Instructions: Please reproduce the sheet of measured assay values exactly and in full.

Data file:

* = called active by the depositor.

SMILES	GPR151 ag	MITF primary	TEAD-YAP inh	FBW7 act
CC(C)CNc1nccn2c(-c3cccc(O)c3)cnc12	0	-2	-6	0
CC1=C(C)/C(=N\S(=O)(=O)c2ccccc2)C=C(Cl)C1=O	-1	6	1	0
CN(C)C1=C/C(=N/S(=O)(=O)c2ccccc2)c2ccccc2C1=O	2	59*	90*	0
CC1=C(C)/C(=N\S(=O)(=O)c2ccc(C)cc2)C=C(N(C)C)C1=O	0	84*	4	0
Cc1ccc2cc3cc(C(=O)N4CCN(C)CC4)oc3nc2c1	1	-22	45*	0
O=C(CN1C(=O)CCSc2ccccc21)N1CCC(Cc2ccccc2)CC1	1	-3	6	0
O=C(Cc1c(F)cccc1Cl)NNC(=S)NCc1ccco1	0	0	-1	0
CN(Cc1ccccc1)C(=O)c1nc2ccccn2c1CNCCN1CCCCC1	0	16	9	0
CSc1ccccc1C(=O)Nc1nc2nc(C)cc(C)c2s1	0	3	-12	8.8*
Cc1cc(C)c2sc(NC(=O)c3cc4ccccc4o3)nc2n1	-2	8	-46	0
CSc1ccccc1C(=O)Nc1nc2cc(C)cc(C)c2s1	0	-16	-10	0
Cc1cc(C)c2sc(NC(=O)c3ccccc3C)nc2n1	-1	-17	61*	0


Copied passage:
* = called active by the depositor.

SMILES	GPR151 ag	MITF primary	TEAD-YAP inh	FBW7 act
CC(C)CNc1nccn2c(-c3cccc(O)c3)cnc12	0	-2	-6	0
CC1=C(C)/C(=N\S(=O)(=O)c2ccccc2)C=C(Cl)C1=O	-1	6	1	0
CN(C)C1=C/C(=N/S(=O)(=O)c2ccccc2)c2ccccc2C1=O	2	59*	90*	0
CC1=C(C)/C(=N\S(=O)(=O)c2ccc(C)cc2)C=C(N(C)C)C1=O	0	84*	4	0
Cc1ccc2cc3cc(C(=O)N4CCN(C)CC4)oc3nc2c1	1	-22	45*	0
O=C(CN1C(=O)CCSc2ccccc21)N1CCC(Cc2ccccc2)CC1	1	-3	6	0
O=C(Cc1c(F)cccc1Cl)NNC(=S)NCc1ccco1	0	0	-1	0
CN(Cc1ccccc1)C(=O)c1nc2ccccn2c1CNCCN1CCCCC1	0	16	9	0
CSc1ccccc1C(=O)Nc1nc2nc(C)cc(C)c2s1	0	3	-12	8.8*
Cc1cc(C)c2sc(NC(=O)c3cc4ccccc4o3)nc2n1	-2	8	-46	0
CSc1ccccc1C(=O)Nc1nc2cc(C)cc(C)c2s1	0	-16	-10	0
Cc1cc(C)c2sc(NC(=O)c3ccccc3C)nc2n1	-1	-17	61*	0